Click on "More Details..." on the "Signing" tab of your project settings (see screenshot above). There you can install the certificate locally:


In the next step, select the store manually and choose "Trusted Publishers":


Repeat the same process and this time choose "Trusted Root Certification Authorities" if necessary, for example when you're working with a self-signed test certificate.

Once both deployment steps are finished, recompile your application and run it, using the machine name to access the page. This time you will successfully be able to create the files:



One thing to keep in mind is that even if your application runs as trusted in-browser app, it is still subject to the security restrictions the browser itself imposes. That means that its possibilities may be much more restricted than if they ran out of browser, for example by Internet Explorer's Protected Mode. In addition, the Silverlight runtime itself restricts use of certain features for in-browser trusted apps, for example you cannot use the Window class and/or create additional windows when you're running in the browser.

If none of the above applies to you and you still run into problems, one thing to do is check whether your certificate(s) have been installed correctly. There's a snap-in for the management console for this. Here is an article that describes how to get there (note that you should add a snap-in for your user account, not the computer account as in this description).

You can also check whether your registry key is actually and successfully queried, for example by using a tool like Process Monitor from the Sysinternals Suite. Watch for operations of type "ReqQueryValue" of your browser executable that access the key we created above, and make sure the Result is "SUCCESS".

Further information about trusted apps in Silverlight 5 can be found here, particular information about enabling in-browser trusted apps here.

Further improvements

The above sample already shows one improvement of trusted applications in Silverlight 5: we were able to write to an arbitrary folder on the hard disk, which would have failed in Silverlight 4 even for trusted applications. In detail, the improvements are:

  • "Full" access to the file system. The documentation says "unlimited access to the local file system", however this is only half the truth. You can still not write to certain system folders (like the Windows folder), and in-browser trusted apps are in addition restricted by browser security settings (see above).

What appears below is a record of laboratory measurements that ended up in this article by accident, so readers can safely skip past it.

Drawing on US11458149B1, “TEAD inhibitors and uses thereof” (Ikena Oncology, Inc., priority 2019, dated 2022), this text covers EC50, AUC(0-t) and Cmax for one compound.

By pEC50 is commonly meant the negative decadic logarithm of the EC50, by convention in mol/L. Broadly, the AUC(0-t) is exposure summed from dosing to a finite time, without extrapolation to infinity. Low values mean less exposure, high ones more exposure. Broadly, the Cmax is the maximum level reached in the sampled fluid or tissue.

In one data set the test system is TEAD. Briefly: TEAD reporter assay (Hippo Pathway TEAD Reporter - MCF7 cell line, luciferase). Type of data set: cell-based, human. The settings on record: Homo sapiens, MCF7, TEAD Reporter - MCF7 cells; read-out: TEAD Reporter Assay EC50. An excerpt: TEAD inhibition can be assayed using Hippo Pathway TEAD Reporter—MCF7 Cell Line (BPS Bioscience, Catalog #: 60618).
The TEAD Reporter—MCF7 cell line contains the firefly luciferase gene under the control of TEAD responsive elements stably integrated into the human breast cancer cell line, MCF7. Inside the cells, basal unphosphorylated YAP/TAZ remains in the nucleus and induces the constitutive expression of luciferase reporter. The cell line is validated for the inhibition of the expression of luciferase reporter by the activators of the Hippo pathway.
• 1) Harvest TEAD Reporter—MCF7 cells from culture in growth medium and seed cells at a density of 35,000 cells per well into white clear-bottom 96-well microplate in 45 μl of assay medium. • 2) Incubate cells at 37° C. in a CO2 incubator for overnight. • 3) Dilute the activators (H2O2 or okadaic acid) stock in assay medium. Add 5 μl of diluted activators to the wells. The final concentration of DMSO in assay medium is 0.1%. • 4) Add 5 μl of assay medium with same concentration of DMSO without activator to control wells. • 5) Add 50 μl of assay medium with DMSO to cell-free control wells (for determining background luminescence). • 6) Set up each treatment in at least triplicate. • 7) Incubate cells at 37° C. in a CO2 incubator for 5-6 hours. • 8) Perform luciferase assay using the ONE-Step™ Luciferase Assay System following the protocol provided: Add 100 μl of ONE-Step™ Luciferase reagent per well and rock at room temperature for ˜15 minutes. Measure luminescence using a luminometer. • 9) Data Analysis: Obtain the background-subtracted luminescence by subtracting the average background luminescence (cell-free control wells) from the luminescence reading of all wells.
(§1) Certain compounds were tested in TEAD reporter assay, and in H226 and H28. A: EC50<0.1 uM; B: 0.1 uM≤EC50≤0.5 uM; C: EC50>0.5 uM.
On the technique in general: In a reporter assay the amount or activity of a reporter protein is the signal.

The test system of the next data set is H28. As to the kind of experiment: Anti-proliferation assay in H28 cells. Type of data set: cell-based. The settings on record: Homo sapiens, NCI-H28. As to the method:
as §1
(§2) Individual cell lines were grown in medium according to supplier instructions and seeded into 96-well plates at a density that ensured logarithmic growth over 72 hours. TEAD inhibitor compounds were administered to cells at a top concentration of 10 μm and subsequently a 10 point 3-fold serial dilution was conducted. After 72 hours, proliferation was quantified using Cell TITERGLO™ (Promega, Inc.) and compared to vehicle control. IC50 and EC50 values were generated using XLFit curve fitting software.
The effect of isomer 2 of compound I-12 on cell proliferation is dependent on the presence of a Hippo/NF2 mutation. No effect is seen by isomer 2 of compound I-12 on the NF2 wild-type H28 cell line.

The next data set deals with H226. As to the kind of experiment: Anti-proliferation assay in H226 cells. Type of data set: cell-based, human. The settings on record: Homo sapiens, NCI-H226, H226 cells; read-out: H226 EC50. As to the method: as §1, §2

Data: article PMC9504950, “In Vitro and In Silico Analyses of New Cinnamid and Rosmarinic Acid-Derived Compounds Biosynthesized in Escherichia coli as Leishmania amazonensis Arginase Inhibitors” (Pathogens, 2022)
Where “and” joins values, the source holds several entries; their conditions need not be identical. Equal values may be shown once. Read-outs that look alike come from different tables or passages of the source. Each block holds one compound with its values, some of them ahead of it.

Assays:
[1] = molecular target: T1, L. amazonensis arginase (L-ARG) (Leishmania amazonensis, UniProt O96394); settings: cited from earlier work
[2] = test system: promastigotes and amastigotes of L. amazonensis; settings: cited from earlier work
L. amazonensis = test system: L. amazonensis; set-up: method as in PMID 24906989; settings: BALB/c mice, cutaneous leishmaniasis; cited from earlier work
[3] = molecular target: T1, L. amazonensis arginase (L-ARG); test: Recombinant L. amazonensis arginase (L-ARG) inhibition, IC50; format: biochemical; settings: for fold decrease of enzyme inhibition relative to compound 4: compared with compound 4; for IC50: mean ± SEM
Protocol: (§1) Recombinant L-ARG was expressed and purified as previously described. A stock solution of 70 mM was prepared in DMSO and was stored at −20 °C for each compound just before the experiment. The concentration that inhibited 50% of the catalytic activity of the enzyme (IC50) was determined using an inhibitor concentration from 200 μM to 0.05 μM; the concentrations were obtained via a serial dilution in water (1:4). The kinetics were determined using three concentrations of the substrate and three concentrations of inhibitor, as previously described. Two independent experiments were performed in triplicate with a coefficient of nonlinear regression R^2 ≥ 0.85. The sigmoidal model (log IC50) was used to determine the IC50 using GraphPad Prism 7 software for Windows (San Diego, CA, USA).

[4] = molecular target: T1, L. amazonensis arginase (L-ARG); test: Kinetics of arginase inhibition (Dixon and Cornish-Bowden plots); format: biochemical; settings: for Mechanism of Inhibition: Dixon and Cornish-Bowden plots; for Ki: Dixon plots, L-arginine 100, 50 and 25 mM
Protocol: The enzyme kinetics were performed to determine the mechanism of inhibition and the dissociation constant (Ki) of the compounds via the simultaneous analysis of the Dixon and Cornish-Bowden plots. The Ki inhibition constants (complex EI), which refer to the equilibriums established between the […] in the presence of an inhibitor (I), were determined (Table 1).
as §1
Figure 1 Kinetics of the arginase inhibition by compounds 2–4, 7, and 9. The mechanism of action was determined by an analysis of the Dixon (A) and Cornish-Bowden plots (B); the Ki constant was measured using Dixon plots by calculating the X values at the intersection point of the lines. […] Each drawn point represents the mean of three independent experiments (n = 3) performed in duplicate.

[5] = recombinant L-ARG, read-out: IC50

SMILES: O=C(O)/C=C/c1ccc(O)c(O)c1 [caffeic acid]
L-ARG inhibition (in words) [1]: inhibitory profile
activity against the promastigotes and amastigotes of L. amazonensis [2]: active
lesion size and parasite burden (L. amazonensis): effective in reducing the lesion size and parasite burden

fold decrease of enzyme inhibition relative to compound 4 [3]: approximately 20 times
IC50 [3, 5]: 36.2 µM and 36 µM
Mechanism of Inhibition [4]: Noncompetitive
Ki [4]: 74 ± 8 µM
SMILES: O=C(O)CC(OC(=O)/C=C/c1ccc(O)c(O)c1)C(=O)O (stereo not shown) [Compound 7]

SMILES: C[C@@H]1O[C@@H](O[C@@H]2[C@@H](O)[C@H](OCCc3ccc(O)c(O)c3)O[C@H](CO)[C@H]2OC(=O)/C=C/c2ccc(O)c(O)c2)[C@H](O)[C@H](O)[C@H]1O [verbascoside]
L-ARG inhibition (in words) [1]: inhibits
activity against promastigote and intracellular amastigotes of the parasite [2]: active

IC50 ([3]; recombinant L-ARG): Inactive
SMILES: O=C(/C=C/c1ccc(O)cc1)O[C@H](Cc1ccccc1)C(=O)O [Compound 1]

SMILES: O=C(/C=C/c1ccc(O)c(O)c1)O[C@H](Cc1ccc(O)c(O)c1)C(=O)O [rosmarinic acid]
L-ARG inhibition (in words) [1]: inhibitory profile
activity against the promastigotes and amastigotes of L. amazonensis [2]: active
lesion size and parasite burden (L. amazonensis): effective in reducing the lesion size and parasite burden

• Some full-screen mode improvements are added. Particularly interesting is that in-browser trusted apps can use the full screen mode without limitations (all keys etc.).
  • User consent and initiation. Trusted apps can now freely trigger certain actions which previously required user consent or had to be user-initiated. An exception to that is the use of the microphone and camera, for example.
  • Relaxed cross-domain access restrictions: Networking and socket communication has been changed so trusted apps are not subject to cross-domain and/or cross-schema restrictions anymore. Some people will be very pleased to learn that in addition, the destination ports of TCP connections are not restricted to a certain range any longer.
  • Trusted in-browser apps can now use the web browser control to show HTML content, and in addition also notification windows.


The obvious limitation is that in-browser trusted apps require quite some work to be set up (signed XAP, locally installed certificate, registry settings). But taken into consideration that this is meant to be an enterprise feature this doesn't come as a surprise; also, with the additional easing of restrictions for trusted apps and the fact that trusted in-browser apps are updated silently just like normal ones, it's important that it's not too easy for malicious apps to achieve this trust level (think simple confirmation dialog).

One major issue with in-browser trusted apps at the moment is that the use of the web browser control is restricted to Internet Explorer only. When you try to run the application in a different browser, you'll receive the following message:

WebBrowser is enabled only for Out-of-Browser applications and applications running with elevated permissions in Internet Explorer.

I suspect that this will cause disappointment for some people; However, after speaking with Nick Kramer at MIX about this, I understand the problems here, and I hope that people will be fair and understand this is not solely an issue with Microsoft but a general problem with the different browser architectures and prerequisites.

Most of the other annoying or hard to justify restrictions for elevated trust applications of Silverlight 4 will be removed in version 5, and with features like P/Invoke even more possibilities will be added. At the moment I cannot see any huge obstacles that are still in effect to create sophisticated business applications in Silverlight 5, from a trust level point of view.

Tags: Silverlight · Silverlight 5